Suspension trauma is caused by blood pooling in the lower extremities and failing to reach the torso and brain. Persons suspended in a safety harness are extremely vulnerable to this condition and in need of rapid rescue. Some harness systems incorporate a suspension trauma relief strap which allows hanging hunters to rig a strap which they can stand on to relieve pressure and avoid the trauma associated with being suspend for extended periods of time. This helps avoid suspension trauma but hanging in a tree is no way to spend the night.

No matter how you look at it, time is of the essence to anyone hanging from a safety harness. That’s why hunters need to carry an emergency signaling device on their person at all times. A whistle can help you alert nearby hunters to a problem but there range is seriously limited. An air-horn is better but a pain to tote.

Most hunters rely on cell phones for emergency signaling but we all know they have their limitations. For starters, you need a signal; when it comes to hunters and cell phones, rule of thumb is – “the better the signal the poorer the hunting.” You never seem to have a good signal in great hunting areas. The other rule is—“your cell phone goes dead just when you need it most.” And of course, you need to be able to get to the phone, get it out of your pocket without dropping it, and have the clarity of mind to dial it in an emergency situation. You also need to know exactly where you are to direct rescue personnel to your location. When it comes to life and death situations you need more certainty than a cell phone provides.

ResQLink Personal Locator Beacon
The ultimate emergency signaling device is a personal locator beacon (PLB). PLB’s are industrial strength signaling devices that signal for help at the push of a button (and one button is about all a suspended hunter can manage). No dialing, no talking, just hit a button and wait for the rescue team to show up. The PLB beams out a signal which will be picked up by emergency personnel who are trained to vector in on the signal and administer emergency medical treatment (suspension trauma victims require special handling). PLB’s incorporate time tested and proven signaling technologies which have saved thousands of lives over the years.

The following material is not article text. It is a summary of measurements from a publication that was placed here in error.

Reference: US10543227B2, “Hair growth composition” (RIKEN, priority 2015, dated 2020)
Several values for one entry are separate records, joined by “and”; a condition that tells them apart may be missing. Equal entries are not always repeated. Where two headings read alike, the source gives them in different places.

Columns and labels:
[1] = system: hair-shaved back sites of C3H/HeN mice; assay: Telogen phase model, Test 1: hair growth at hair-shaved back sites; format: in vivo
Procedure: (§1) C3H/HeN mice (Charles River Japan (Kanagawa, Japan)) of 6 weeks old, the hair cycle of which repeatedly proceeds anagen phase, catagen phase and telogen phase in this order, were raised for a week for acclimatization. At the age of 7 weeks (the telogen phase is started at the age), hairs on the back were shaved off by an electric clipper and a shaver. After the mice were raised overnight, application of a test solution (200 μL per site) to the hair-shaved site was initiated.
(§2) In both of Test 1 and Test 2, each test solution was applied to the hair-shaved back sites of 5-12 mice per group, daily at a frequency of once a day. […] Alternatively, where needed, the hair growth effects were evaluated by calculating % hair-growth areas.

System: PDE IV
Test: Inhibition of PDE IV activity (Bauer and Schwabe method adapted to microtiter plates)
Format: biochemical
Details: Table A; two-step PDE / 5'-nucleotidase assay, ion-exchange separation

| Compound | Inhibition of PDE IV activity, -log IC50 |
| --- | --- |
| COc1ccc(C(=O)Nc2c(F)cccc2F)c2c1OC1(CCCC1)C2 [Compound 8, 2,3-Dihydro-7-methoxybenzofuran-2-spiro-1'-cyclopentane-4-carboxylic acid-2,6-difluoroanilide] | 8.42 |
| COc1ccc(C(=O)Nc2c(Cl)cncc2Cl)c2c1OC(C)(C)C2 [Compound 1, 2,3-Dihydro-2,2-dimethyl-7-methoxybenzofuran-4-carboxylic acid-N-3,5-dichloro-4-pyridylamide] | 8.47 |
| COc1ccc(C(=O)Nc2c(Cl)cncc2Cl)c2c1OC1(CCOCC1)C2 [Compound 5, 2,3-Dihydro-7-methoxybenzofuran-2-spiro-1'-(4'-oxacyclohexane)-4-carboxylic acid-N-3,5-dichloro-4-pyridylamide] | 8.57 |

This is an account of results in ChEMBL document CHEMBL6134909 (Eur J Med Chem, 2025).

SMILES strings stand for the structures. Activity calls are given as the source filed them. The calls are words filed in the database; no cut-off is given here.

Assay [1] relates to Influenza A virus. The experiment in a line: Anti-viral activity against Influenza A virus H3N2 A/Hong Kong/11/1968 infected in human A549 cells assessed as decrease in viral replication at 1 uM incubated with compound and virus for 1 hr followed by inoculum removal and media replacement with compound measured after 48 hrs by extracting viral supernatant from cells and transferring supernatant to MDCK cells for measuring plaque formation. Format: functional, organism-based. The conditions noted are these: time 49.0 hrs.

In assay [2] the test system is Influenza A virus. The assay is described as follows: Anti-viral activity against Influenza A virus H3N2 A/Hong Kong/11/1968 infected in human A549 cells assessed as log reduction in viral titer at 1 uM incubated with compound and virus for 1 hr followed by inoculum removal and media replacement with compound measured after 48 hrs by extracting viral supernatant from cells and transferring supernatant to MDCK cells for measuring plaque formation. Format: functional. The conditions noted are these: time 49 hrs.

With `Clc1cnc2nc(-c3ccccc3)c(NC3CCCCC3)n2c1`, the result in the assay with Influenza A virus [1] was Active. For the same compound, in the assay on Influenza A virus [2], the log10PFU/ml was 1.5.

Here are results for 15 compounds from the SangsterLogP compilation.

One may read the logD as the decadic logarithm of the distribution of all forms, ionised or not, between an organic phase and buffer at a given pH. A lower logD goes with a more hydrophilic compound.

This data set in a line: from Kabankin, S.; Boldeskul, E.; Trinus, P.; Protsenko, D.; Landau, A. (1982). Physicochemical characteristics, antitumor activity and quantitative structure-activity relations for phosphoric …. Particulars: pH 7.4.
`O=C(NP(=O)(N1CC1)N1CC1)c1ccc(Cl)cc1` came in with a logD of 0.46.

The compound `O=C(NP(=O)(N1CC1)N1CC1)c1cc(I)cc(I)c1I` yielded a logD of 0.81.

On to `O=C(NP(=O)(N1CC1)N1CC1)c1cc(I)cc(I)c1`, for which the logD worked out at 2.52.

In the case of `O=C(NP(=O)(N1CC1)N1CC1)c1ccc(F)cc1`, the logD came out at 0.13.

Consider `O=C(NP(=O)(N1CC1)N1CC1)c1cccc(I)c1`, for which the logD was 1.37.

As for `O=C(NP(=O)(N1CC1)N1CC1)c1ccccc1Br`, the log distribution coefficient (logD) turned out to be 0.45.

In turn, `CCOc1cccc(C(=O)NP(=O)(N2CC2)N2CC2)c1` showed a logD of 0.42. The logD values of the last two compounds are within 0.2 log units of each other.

In order to be effective, PLB’s must be carried on your person. They are no use stashed in a backpack hanging on tree limb or strapped to your stand. Fastening it to your harness, belt, or some other easy to access (when hanging) place. It will do you no good at all if it is stashed in a jacket pocket you have no way of reaching when suspended.

PLB’s should only be used in life threatening situations. Authorities definitely frown on sending out search and rescue squads only to find out that the signaler had run out of energy bars or arrows. Stiff fines accompany false alarms. But, if your hung in a harness with no way out, the PLB is your ticket to ride, ride home that is in the comfort of your pickup.

By: ACR Guest Blogger from the Hunting Division; Craig Dougherty
http://www.northcountrywhitetails.com


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ACR AquaLink PLB Still Functioning After 16 Days Underwater

James Kastner recovered this ACR AquaLink PLB from his boat “Chompers” after the vessel sank during Hurricane Sandy. Despite being submerged inside the boat for 16 days, the AquaLink worked flawlessly after James turned it on and ran the self test. James said he was “amazed, but not surprised” and he thanked ACR “for making the best gear on earth!!” Thanks, James – this story is a testament to the great employees who make the ACR/Artex products!